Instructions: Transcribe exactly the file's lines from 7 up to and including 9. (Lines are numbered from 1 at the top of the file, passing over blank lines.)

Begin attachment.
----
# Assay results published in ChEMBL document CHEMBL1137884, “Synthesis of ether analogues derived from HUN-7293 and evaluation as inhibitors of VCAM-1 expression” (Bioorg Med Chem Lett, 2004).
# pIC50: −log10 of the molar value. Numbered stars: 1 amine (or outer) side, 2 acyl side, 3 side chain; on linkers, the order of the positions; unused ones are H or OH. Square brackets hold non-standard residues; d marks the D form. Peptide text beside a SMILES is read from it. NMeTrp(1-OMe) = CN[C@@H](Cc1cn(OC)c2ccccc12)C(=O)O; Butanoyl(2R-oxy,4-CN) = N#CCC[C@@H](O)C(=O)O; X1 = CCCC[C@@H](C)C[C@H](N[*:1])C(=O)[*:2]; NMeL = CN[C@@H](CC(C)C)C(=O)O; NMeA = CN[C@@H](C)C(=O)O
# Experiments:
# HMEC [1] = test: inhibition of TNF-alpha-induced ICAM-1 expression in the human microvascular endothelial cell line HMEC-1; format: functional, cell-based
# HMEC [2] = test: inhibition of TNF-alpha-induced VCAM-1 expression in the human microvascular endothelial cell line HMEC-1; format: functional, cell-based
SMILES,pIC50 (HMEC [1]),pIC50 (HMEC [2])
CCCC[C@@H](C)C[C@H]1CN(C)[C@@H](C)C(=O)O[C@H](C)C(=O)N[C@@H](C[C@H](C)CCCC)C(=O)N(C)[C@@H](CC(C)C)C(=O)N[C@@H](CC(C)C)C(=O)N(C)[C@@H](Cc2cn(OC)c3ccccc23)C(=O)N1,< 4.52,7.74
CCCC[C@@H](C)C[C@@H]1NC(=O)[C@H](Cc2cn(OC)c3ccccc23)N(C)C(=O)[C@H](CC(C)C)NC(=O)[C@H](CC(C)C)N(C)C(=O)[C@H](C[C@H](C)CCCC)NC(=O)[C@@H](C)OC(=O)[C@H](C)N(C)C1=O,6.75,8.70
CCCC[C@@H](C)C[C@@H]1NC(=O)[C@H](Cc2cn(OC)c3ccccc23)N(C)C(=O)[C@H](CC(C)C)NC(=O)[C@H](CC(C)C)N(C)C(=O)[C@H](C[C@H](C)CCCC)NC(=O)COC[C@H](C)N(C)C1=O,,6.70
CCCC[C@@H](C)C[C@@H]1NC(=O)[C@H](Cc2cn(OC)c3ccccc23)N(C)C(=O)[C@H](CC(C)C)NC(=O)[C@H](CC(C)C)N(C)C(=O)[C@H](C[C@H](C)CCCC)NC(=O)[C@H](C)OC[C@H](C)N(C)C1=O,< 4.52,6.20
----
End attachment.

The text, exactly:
CCCC[C@@H](C)C[C@H]1CN(C)[C@@H](C)C(=O)O[C@H](C)C(=O)N[C@@H](C[C@H](C)CCCC)C(=O)N(C)[C@@H](CC(C)C)C(=O)N[C@@H](CC(C)C)C(=O)N(C)[C@@H](Cc2cn(OC)c3ccccc23)C(=O)N1,< 4.52,7.74
CCCC[C@@H](C)C[C@@H]1NC(=O)[C@H](Cc2cn(OC)c3ccccc23)N(C)C(=O)[C@H](CC(C)C)NC(=O)[C@H](CC(C)C)N(C)C(=O)[C@H](C[C@H](C)CCCC)NC(=O)[C@@H](C)OC(=O)[C@H](C)N(C)C1=O,6.75,8.70
CCCC[C@@H](C)C[C@@H]1NC(=O)[C@H](Cc2cn(OC)c3ccccc23)N(C)C(=O)[C@H](CC(C)C)NC(=O)[C@H](CC(C)C)N(C)C(=O)[C@H](C[C@H](C)CCCC)NC(=O)COC[C@H](C)N(C)C1=O,,6.70